I have a fair idea that a lot of research has been done and is still underway to explore the science behind the black art of a neural network (NN) architecture, i.e., accurately calculating the number of hidden layers and the number of neurons in each layer in an NN and we are yet to find a definite answer. I as part of my research developed a problem specific feedforward NN for binary classification (let's name it NN-1). The input data comprises of the 'Received Signal Strength' and/or 'Time of Flight' of the users transmitted signals recorded at static base stations. Now I am trying to defend the architecture of NN-1, i.e., that no other new NN architecture (which if designed with a different number of hidden layers and/or changed number of neurons in the hidden layer as compared to NN-1) can beat the performance (on test set) of NN-1. *Do note that training and the test sets for NN-1 and other NNs (with changed architecture) are the same. *

Few ideas I am considering are:

  1. To formulate a set of mathematical equations that helps in calculating/recommending an optimum number of hidden layers and the number of neurons in each layer for NN-1. It would work even if the derived mathematical equations are only valid for my specific classification problem. Once successful, I can modify NN-1's architecture accordingly and can confidently state NN-1 to have an optimum architecture. I would welcome if anyone can guide here or can point out to any related work (which has explored such mathematical approach towards determining the number of hidden layers/neurons in an NN) so that I can further capitalize on that. Please note that I have read a lot of literature during the past few months but have only come across guidelines on how to choose the number of hidden layers and the number of neurons in those layers.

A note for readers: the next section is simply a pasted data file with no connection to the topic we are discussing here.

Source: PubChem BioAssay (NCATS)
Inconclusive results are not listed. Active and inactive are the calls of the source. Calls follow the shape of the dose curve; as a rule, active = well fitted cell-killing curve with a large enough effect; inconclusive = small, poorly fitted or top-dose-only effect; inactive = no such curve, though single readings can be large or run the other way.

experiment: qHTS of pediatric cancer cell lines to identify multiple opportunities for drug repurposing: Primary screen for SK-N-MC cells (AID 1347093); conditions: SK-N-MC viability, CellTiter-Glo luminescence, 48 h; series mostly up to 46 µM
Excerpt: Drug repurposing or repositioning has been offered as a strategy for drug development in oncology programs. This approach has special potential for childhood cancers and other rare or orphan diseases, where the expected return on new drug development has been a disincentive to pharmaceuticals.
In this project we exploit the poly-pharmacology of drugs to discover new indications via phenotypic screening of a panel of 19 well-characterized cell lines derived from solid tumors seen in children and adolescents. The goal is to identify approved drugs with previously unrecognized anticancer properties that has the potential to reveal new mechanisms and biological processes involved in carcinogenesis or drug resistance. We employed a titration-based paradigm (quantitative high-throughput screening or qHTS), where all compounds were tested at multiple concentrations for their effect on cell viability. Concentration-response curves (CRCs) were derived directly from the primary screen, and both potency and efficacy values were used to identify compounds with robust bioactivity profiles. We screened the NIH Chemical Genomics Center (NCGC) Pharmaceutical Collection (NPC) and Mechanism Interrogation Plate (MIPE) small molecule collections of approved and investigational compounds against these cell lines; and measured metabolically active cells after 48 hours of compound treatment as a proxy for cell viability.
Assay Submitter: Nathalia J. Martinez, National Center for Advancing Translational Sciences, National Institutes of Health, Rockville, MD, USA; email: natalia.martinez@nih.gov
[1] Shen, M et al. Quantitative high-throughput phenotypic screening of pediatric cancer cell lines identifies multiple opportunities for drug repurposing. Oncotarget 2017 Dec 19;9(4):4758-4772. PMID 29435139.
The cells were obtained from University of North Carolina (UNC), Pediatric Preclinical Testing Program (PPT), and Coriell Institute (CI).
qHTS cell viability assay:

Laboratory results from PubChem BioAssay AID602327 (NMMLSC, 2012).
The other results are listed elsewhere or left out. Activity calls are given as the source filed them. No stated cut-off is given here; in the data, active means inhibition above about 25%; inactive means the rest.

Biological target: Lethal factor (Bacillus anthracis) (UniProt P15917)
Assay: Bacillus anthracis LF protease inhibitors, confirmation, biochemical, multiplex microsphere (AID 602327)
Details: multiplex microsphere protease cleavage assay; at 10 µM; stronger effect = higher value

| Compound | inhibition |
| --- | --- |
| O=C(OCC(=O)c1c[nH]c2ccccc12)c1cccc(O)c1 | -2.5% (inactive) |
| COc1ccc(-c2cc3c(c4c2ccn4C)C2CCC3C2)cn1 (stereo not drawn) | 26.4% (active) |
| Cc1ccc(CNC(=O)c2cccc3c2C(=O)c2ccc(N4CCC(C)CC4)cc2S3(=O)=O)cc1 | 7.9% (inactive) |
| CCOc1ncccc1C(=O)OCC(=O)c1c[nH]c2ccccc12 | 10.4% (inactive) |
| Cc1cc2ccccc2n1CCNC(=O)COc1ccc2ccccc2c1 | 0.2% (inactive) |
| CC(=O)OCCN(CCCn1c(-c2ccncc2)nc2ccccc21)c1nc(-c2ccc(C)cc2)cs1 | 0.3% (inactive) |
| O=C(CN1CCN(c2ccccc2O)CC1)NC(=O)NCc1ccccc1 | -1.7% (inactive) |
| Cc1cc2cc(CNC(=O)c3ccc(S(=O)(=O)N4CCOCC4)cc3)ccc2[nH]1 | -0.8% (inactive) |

2. Independent of the above, I look forward to any ideas following which can help me in defending the NN-1's architecture.

Thank you

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    $\begingroup$ I am a little bit lost with your question. On one hand, you want to write a paper on a very complicated subject, that as for now, lacks this kind of definitive answers. On another, you seem to be asking us to provide you with the very basic building blocks to write it. Maybe tell us where are you at this moment? What literature have you already checked and what are your findings right now? What kind of help do you need? $\endgroup$ – Tim May 17 '19 at 6:27
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    $\begingroup$ Moreover, what does "no other NN architecture can beat the performance of the designed NN" exactly mean? Beat on training set? Or on held-out test set? If the second case, I bet that someone could prepare such training and test set that would lead to your network performing worse then something else. $\endgroup$ – Tim May 17 '19 at 6:36
  • $\begingroup$ This question is a bit misguided. What you can do to defend is say due to the size of certain features we chose these filter sizes or this feature pyramid network. Any mathematical expression of such would require to estimate the complexity of the data per the task. And since we cannot capture that, why NNs exist, trivially what you are saying is not possible. Even the estimator would have to be a NN! $\endgroup$ – Rahul Deora May 19 '19 at 12:14
  • $\begingroup$ Its like saying prove polynomial regression with degree K is better than any other degree. $\endgroup$ – Rahul Deora May 19 '19 at 14:19
  • $\begingroup$ I greatly appreciate all the inputs. I have tried modifying my question to avoid any confusions. @Rahul Deora: I agree to your comment but can we think on the lines where the performance evaluations for the NNs (NN-1 and any other NN designed with a different architecture) is based on the SAME test set. Moreover, all the NNs are also trained using the same training data. $\endgroup$ – Skyward May 20 '19 at 5:20

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